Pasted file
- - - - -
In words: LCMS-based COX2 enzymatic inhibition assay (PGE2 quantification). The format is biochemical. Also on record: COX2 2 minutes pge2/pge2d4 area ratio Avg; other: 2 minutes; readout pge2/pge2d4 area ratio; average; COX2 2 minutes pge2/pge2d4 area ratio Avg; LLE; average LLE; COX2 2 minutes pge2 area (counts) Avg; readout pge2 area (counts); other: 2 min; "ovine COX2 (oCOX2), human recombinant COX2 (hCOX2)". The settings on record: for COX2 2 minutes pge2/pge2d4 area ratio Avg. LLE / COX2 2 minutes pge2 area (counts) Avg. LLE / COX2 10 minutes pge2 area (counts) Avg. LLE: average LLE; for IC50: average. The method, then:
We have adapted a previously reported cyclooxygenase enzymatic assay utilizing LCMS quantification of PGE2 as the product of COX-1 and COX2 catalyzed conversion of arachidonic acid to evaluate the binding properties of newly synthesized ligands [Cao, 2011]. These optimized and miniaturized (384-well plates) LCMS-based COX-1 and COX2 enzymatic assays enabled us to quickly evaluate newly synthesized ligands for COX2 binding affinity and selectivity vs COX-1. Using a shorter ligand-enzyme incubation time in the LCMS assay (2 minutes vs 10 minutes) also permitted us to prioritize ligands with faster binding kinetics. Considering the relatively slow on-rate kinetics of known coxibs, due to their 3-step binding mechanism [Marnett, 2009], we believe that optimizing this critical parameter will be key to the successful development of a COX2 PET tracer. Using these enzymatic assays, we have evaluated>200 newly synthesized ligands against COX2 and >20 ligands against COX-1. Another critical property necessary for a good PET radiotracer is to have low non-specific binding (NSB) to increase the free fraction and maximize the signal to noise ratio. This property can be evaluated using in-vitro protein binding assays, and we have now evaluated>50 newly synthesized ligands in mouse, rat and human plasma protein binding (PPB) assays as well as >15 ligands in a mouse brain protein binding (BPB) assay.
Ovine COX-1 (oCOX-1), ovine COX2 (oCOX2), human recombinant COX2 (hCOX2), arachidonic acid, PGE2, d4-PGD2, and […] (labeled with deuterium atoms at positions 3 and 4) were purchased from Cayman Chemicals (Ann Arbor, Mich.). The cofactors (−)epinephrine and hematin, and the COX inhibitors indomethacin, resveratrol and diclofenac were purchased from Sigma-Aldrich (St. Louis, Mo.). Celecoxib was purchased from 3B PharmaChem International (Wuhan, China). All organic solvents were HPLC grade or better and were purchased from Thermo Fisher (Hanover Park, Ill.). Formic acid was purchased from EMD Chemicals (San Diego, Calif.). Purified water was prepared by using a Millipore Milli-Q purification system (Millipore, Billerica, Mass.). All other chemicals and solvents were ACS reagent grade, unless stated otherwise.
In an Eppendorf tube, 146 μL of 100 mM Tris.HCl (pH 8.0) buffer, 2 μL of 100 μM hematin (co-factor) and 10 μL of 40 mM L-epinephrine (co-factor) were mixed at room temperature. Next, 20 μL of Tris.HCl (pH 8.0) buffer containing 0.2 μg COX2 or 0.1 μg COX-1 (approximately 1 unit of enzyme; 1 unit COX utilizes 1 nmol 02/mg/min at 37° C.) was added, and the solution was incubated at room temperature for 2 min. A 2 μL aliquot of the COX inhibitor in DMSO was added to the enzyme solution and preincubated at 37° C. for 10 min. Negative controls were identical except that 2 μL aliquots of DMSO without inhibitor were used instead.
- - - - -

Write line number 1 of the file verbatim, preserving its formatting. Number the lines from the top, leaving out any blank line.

In words: LCMS-based COX2 enzymatic inhibition assay (PGE2 quantification). The format is biochemical. Also on record: COX2 2 minutes pge2/pge2d4 area ratio Avg; other: 2 minutes; readout pge2/pge2d4 area ratio; average; COX2 2 minutes pge2/pge2d4 area ratio Avg; LLE; average LLE; COX2 2 minutes pge2 area (counts) Avg; readout pge2 area (counts); other: 2 min; "ovine COX2 (oCOX2), human recombinant COX2 (hCOX2)". The settings on record: for COX2 2 minutes pge2/pge2d4 area ratio Avg. LLE / COX2 2 minutes pge2 area (counts) Avg. LLE / COX2 10 minutes pge2 area (counts) Avg. LLE: average LLE; for IC50: average. The method, then: